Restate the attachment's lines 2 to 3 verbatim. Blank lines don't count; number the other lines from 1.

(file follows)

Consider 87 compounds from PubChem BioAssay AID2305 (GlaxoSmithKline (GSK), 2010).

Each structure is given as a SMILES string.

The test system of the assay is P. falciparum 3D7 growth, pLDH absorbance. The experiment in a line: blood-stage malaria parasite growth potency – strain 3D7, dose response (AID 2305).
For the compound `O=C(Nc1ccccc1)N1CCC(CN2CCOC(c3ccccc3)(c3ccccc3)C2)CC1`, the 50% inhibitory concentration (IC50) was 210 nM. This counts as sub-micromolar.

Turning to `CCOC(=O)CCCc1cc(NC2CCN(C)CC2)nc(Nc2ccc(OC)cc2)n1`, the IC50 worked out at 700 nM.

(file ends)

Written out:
Each structure is given as a SMILES string.

The test system of the assay is P. falciparum 3D7 growth, pLDH absorbance. The experiment in a line: blood-stage malaria parasite growth potency – strain 3D7, dose response (AID 2305).